Latin Americans, traditionally polite, conservative and family oriented have largely come to hate the United States of America. But let us be clear, they hate our government and its policies, not necessarily we the people.
George W. Bush has come to epitomize the reasons for this hatred: Bellicose and belligerent rhetoric, complete disregard for world opinion, dismissing of international law, contempt for the United Nations, favoritism for large corporations and the wealthy who control them, war making in defiance of treaty and charter, false fear mongering to muster support for such war, alliances—with profuse military aid—to brutal dictatorships and oligarchies that exploit the majority for the benefit of the few, secret wars and assassinations of democratically elected leaders, prison tortures, secret detentions and “renditions,” bullying and intimidating tactics in trade and diplomacy, disregard of human rights abuses of which we are complicit, peddling of war materials and ordnance with unabashed enthusiasm, duplicity and hypocrisy in foreign dealings, extra-territorial claim and a failed unilateral embargo that does most harm to the frail, old and weak in Cuba.
All are now strongly associated with Mr. Bush. Is it any wonder that he is portrayed as a fascist in much of Latin America, despised and reviled and held up to universal scorn?
The truth, of course, is that Mr. Bush is only the inheritor of much of this legacy. But rather than acknowledge the error and unjustness of these policies, he has expanded them in many ways. This fact is what drove the protesters into the streets and stadiums of Argentina, supported by the overwhelming majority of public opinion in Latin America. If we had lived in their lands and witnessed these same policies—with the distinct advantage of objectivity from afar, most of us would probably be joining in.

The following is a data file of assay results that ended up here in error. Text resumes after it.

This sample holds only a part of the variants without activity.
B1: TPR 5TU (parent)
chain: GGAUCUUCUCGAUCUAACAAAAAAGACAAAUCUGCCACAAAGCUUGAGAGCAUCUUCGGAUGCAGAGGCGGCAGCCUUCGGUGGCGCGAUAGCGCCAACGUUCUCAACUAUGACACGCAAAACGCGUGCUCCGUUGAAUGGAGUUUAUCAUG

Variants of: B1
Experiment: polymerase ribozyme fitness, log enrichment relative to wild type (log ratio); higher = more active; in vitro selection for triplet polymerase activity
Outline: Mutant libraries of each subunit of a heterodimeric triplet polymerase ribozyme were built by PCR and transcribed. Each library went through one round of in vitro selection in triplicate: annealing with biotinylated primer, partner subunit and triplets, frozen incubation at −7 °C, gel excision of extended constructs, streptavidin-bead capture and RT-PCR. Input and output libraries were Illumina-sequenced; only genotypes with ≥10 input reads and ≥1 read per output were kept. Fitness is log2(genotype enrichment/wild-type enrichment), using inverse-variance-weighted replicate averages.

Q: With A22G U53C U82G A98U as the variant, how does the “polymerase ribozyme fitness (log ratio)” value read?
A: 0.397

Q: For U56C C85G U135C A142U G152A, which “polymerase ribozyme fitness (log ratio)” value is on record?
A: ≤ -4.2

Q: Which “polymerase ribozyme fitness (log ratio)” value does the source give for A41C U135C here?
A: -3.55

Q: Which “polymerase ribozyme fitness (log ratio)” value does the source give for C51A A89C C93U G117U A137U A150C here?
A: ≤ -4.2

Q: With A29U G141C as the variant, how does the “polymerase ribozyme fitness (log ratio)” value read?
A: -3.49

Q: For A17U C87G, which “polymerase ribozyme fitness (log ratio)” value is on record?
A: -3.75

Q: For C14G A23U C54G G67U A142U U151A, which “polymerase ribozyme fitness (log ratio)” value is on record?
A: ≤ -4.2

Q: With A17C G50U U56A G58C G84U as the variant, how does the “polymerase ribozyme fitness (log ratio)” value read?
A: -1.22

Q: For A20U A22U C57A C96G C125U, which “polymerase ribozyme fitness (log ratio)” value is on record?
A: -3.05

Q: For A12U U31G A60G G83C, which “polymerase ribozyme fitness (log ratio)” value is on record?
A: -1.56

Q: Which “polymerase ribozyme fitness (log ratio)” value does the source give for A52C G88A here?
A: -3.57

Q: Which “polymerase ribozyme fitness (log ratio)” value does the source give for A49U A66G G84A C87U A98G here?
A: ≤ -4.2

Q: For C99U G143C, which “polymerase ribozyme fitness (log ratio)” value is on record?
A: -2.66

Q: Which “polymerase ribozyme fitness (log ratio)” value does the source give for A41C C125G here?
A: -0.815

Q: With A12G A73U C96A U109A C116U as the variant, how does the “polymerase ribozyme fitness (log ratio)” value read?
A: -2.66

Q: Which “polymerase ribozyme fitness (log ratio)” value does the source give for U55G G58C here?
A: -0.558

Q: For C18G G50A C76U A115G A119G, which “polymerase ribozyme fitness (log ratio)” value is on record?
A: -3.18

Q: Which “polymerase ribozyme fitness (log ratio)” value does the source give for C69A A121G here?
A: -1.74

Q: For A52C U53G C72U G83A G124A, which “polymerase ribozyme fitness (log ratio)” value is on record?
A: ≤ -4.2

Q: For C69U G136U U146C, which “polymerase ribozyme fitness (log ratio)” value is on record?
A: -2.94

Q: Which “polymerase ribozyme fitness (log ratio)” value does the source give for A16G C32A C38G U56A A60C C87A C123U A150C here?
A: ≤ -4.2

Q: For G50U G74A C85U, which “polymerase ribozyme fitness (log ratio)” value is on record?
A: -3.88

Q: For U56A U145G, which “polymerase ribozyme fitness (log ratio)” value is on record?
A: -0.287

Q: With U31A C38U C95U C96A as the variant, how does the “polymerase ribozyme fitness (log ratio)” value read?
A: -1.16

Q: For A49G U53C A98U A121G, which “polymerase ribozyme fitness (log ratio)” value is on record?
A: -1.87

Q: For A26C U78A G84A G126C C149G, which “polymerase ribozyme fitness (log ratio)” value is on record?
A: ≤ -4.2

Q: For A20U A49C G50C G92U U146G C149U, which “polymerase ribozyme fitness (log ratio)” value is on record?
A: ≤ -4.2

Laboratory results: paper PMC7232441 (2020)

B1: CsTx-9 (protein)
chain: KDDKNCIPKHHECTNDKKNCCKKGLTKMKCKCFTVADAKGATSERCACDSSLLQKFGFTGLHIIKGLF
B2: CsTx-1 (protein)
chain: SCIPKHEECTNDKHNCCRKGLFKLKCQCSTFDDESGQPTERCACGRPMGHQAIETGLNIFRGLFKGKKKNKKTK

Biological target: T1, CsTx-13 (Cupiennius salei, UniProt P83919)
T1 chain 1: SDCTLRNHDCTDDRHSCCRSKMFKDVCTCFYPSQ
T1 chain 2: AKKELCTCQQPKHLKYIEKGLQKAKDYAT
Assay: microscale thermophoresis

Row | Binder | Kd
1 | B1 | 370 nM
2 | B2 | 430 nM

Myopia and insularity, along with a certain “manifest destiny” of assumed superiority is what continues to drive these heavy-handed tactics.
The rest of the world can see it clearly.
Meanwhile, we keep our blinders on, rationalizing the justifications in our cocooned world and dismissing all dissenters. Like Mr. Bush in his relations to Mr. Chavez and Latin America’s many valid critiques, we choose to “ignore them as much as possible.”
As if ignoring a wildfire will make it go away.
John R. Bomar
Dr. John Bomar is a spanish speaking traveller to Latin America for over thirty years.